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Woman with 200+ animals at filthy Clay County home can’t own animals again, judge rules

Investigators said the property had horrific conditions and was filled with feces.

CLAY COUNTY, Fla. – A disturbing look into the Clay County property where hundreds of animals were being housed in inhumane conditions.

A hearing was held in Clay County Court Thursday afternoon to determine what to do with the 266 animals recovered from the property on Old Jennings Road Earlier this month.

Investigators said the property had horrific conditions and was filled with feces.

Crews had to wear protective suits with N95 masks to enter because the air was so bad that it was dangerous to breathe.

Here’s a breakdown of the animals that were rescued and are currently receiving care at the Clay County Fairgrounds by volunteers: 104 dogs, 72 chickens, 44 rabbits, 28 pigs, 6 goats, 2 turtles, one duck, one goose, 6 pigeons, 2 quails.

Video shown in court shows small dogs packed together in cages at woman's Clay County home. (Copyright 2021 by WJXT News4Jax - All rights reserved.)
Dogs found on Clay County property. (Copyright 2021 by WJXT News4Jax - All rights reserved.)
One of the hundreds of dogs found on a property in Clay County. (Copyright 2021 by WJXT News4Jax - All rights reserved.)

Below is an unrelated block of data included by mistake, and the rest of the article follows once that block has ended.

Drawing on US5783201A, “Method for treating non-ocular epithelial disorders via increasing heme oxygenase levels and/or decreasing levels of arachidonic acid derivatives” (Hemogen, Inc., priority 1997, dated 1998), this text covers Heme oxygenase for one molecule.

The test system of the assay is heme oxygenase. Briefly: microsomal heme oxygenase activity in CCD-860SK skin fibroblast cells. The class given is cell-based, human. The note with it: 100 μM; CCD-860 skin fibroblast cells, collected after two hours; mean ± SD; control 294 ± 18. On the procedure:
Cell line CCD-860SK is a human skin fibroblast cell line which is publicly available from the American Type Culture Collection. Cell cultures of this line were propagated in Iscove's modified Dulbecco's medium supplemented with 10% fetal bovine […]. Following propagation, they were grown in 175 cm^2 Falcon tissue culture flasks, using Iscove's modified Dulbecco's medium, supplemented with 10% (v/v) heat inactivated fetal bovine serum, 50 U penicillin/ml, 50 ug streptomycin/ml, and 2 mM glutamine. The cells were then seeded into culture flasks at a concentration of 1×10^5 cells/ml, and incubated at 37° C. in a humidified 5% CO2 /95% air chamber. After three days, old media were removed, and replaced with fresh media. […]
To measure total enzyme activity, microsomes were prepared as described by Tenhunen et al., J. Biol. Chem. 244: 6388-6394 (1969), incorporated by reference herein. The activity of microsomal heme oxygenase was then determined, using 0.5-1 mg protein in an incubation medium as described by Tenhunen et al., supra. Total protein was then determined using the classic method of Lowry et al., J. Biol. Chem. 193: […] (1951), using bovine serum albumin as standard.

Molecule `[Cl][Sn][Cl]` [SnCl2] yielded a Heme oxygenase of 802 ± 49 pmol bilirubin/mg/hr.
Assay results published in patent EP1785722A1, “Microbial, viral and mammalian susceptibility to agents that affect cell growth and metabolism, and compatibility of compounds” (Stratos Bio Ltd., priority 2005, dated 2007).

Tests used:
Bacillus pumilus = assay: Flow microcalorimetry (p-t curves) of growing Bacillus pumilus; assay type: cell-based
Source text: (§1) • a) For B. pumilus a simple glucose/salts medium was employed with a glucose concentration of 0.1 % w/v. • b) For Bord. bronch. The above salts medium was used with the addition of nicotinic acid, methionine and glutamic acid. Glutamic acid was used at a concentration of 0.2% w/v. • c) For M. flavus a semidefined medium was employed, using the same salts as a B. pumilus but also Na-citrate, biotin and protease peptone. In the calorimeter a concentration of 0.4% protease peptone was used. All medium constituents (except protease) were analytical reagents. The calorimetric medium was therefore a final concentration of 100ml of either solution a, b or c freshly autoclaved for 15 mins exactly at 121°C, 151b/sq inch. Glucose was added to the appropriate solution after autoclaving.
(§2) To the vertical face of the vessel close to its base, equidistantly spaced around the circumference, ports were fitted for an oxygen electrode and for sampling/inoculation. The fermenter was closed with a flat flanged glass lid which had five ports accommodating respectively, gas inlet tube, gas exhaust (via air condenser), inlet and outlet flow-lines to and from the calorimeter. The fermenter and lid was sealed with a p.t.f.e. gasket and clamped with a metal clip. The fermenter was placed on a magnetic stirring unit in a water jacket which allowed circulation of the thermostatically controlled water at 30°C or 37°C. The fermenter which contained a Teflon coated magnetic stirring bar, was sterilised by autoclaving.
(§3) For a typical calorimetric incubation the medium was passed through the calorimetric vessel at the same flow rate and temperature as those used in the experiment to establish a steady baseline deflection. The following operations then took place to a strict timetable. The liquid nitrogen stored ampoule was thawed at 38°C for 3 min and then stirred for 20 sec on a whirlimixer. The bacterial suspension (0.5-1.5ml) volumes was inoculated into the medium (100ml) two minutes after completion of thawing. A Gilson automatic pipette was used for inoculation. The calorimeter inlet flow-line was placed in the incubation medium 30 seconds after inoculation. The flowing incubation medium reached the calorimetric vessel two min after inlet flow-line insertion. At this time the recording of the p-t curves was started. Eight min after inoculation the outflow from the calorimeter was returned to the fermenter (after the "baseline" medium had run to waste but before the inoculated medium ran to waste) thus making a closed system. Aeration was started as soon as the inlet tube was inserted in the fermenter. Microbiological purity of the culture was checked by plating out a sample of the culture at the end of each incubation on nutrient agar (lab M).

Since the animals were rescued the number has swelled from 266 animals to 277 because some have given birth.

During the hearing, on Thursday Judge Timothy Collins ordered the woman who owns the property to surrender all the animals to the county. She is also required to pay for all the costs the county has incurred. The maximum the county judge can institute is $30,000.

County prosecutors say it will be well in excess of that so the issue of repayment will likely be handed over to circuit court which can institute larger fines. The judge also ordered the woman can not own or possess animals in the future.

The property owner has 15 days to appeal this ruling. If unsuccessful, after 30 days the county can begin finding homes for the animals. Judge Collins asked the County to adopt out as many as possible but it’s unclear how many will not be healthy enough to survive.

During the court hearing Thursday a witness with Clay County Animal Control said so far none of the animals have died.


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Specializes in Clay County issues, general assignment reporting and stories off the beaten path and anchors weekend evening newscasts.